BY PAUL TREWHELA
Until the beginning of the end of apartheid 20 years ago most journalists and politicians were disinclined to probe too deeply into the private psychologies of the leaders of the world’s favourite liberation movement, the African National Congress (ANC). Compared with Nelson Mandela, St Francis of Assisi and Mother Teresa still get a pretty bad press in Britain.
Even now – some 16 years after mankind’s bestknown secular saint came to power – to criticise the way the ANC was run in the Sixties, Seventies and Eighties is seen by historians “committed to the cause” as an act of shameful blasphemy.
So a fresh perspective from Paul Trewhela, a former Marxist-Trotsykite author, journalist and political commentator who noone could accuse of being lukewarm about apartheid, is very welcome.
His new book, Inside Quatro, is a long-awaited labour of love which uncovers the history in exile of the ANC and its sister movement in Namibia, SWAPO.
From a first-hand account of life in the ANC–KGB run Quatro rehabilitation/ training/prison camp in northern Uganda to the Machiavellian tactics used by Zambia’s Kenneth Kaunda and South Africa’s John Vorster that led to the infamous “détente” exercise between black and white Africa in 1974 and 1975, Paul Trewhela analyses problems of the liberation struggles with an insider’s knowledge and a journalist’s skill. This is a book that should be read by religious leaders in Britain, America and EU countries, as well as by those struggling to make sense of southern Africa in the British Foreign and Commonwealth Office.
Born in 1941 in Johannesburg, Paul Trewhela worked as a member of the Communist Party in underground journalism with Ruth First, wife of the Lithuanian-born Jew Joe Slovo, head of MK which was the military arm of the ANC. He edited the MK magazine, Freedom Fighter, and was imprisoned between 1964 and 1967.
In exile in Britain, he worked with the late Baruch Hirson on a newspaper called Searchlight South Africa which raised the temperature not only among the architects of apartheid and homeland policies but also among many of the ANC leadership. Stories in that banned magazine told of youthful anger in ANC camps against the lifestyles of their leaders based in Lusaka, London and Moscow and a series of revolts followed.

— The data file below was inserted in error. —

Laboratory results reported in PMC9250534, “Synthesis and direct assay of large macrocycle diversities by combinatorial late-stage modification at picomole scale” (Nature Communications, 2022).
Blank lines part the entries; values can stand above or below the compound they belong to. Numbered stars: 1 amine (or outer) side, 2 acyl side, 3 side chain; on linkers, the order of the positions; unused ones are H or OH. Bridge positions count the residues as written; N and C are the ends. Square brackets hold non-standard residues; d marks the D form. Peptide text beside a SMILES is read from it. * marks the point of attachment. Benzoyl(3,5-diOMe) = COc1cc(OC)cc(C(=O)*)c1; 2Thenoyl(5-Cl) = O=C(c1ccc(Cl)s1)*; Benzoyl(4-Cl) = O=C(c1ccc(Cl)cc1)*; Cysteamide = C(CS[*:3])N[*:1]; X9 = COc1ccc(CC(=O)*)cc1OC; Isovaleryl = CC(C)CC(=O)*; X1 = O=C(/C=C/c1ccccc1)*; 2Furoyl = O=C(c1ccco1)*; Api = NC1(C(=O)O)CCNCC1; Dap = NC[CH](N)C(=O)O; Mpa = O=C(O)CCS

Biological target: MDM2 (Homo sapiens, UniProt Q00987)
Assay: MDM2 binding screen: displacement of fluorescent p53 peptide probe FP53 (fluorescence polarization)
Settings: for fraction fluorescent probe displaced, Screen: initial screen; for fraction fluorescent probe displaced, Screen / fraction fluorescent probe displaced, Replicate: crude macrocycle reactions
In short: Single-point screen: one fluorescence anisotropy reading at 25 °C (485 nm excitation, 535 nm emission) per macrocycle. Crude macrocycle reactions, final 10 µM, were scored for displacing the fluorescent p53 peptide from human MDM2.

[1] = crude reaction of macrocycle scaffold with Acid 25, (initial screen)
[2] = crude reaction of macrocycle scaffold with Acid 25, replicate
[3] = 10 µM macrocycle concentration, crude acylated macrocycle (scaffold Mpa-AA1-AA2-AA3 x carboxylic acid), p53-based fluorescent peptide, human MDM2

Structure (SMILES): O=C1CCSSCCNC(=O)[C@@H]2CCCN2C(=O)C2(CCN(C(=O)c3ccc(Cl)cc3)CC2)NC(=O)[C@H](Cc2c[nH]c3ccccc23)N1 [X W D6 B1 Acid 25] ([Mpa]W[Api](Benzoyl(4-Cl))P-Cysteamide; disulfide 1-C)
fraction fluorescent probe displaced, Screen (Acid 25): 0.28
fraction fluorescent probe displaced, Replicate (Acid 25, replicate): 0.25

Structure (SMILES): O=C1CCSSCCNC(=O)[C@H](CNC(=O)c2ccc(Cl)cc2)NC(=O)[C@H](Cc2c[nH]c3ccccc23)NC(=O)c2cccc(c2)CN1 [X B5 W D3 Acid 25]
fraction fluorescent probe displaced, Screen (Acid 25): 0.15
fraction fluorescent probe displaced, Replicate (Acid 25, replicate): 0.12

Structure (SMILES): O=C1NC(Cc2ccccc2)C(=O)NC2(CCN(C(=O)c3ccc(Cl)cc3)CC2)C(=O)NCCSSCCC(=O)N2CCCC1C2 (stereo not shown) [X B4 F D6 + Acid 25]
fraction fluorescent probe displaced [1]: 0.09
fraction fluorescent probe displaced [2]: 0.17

The ANC’s Soviet Union-trained disciplinarians reacted. After one revolt and the ensuing clampdown, the ANC president Oliver Tambo visited all training camps in Angola in 1981. Before he entered, the entire camp would be disarmed and only the top security personnel were allowed to carry guns.
After young men and women who had led the revolt against white rule during the Soweto Uprising in 1976 had been beaten, tortured and raped one of the masterminds of the KGB torture machine, Mzwandile Piliso, declared that if there were further protests there would be further terrible retribution.
Apart from chapter two, in which five highly articulate victims of ANC-KGB terror tactics at Quatro tell their story, a story that shocked and angered Nelson Mandela when he heard it after his release from 27 years imprisonment, all articles were written by Paul Trewhela.
Today’s ANC leadership does not enjoy being reminded of the mutinies that took place within its lower ranks in the late Seventies through to the mid-Eighties.
The distinguished Africanist Professor Stephen Ellis described it as “the most shameful episode in the history of the ANC”. The deadly impact of Stalinism and KGB “disciplinarian” tactics used against people who had genuine grievances about the ANC leadership has never before been so clearly explained.
Paul Trewhela left South Africa and the Communist Party a long time ago. His passion for the creation of an egalitarian society in South Africa remains unchanged. He has written a remarkable book that lets in light on the workings of the ANC in exile and how that movement’s devotion to Lenin and Central Democracy (best summed up as “do as you’re told or else”) shapes and controls most ANC leaders in Thabo Mbeki’s and now Jacob Zuma’s South Africa.
At the back of this book the South African historian R W Johnson says that Paul Trewhela is today as unpopular with the ANC leadership as he was with their apartheid predecessors.